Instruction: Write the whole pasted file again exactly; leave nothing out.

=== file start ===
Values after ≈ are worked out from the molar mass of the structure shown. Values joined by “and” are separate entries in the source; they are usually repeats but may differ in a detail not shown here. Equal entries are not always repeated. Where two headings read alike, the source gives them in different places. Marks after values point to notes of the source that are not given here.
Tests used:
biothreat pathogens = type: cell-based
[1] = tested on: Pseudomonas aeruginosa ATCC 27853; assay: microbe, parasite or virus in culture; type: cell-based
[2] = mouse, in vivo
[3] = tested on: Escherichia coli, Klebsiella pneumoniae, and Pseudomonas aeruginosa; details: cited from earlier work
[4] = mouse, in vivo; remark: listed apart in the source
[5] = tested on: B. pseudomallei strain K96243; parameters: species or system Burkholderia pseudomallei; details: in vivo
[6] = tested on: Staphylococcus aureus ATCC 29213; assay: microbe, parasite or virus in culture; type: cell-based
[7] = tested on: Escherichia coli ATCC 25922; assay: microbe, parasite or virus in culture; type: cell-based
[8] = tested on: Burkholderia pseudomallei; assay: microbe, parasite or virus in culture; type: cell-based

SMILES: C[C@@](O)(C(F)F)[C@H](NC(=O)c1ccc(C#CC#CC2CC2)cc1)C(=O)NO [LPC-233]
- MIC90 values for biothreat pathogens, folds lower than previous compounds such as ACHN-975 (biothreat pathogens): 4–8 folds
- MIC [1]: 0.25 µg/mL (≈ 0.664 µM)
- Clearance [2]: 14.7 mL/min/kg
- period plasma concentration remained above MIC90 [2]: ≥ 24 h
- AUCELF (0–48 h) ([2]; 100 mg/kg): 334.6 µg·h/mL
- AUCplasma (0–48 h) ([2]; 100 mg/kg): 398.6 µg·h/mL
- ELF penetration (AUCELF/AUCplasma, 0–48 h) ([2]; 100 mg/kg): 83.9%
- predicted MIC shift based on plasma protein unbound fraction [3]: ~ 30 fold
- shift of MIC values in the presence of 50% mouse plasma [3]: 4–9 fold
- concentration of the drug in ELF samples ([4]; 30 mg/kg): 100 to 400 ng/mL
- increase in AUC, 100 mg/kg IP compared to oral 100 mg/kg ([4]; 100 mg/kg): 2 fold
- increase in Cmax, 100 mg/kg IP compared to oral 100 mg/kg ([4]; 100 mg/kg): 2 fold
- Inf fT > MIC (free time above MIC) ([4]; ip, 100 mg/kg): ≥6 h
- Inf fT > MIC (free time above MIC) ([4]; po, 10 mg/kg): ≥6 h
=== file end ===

Values after ≈ are worked out from the molar mass of the structure shown. Values joined by “and” are separate entries in the source; they are usually repeats but may differ in a detail not shown here. Equal entries are not always repeated. Where two headings read alike, the source gives them in different places. Marks after values point to notes of the source that are not given here.
Tests used:
biothreat pathogens = type: cell-based
[1] = tested on: Pseudomonas aeruginosa ATCC 27853; assay: microbe, parasite or virus in culture; type: cell-based
[2] = mouse, in vivo
[3] = tested on: Escherichia coli, Klebsiella pneumoniae, and Pseudomonas aeruginosa; details: cited from earlier work
[4] = mouse, in vivo; remark: listed apart in the source
[5] = tested on: B. pseudomallei strain K96243; parameters: species or system Burkholderia pseudomallei; details: in vivo
[6] = tested on: Staphylococcus aureus ATCC 29213; assay: microbe, parasite or virus in culture; type: cell-based
[7] = tested on: Escherichia coli ATCC 25922; assay: microbe, parasite or virus in culture; type: cell-based
[8] = tested on: Burkholderia pseudomallei; assay: microbe, parasite or virus in culture; type: cell-based

SMILES: C[C@@](O)(C(F)F)[C@H](NC(=O)c1ccc(C#CC#CC2CC2)cc1)C(=O)NO [LPC-233]
- MIC90 values for biothreat pathogens, folds lower than previous compounds such as ACHN-975 (biothreat pathogens): 4–8 folds
- MIC [1]: 0.25 µg/mL (≈ 0.664 µM)
- Clearance [2]: 14.7 mL/min/kg
- period plasma concentration remained above MIC90 [2]: ≥ 24 h
- AUCELF (0–48 h) ([2]; 100 mg/kg): 334.6 µg·h/mL
- AUCplasma (0–48 h) ([2]; 100 mg/kg): 398.6 µg·h/mL
- ELF penetration (AUCELF/AUCplasma, 0–48 h) ([2]; 100 mg/kg): 83.9%
- predicted MIC shift based on plasma protein unbound fraction [3]: ~ 30 fold
- shift of MIC values in the presence of 50% mouse plasma [3]: 4–9 fold
- concentration of the drug in ELF samples ([4]; 30 mg/kg): 100 to 400 ng/mL
- increase in AUC, 100 mg/kg IP compared to oral 100 mg/kg ([4]; 100 mg/kg): 2 fold
- increase in Cmax, 100 mg/kg IP compared to oral 100 mg/kg ([4]; 100 mg/kg): 2 fold
- Inf fT > MIC (free time above MIC) ([4]; ip, 100 mg/kg): ≥6 h
- Inf fT > MIC (free time above MIC) ([4]; po, 10 mg/kg): ≥6 h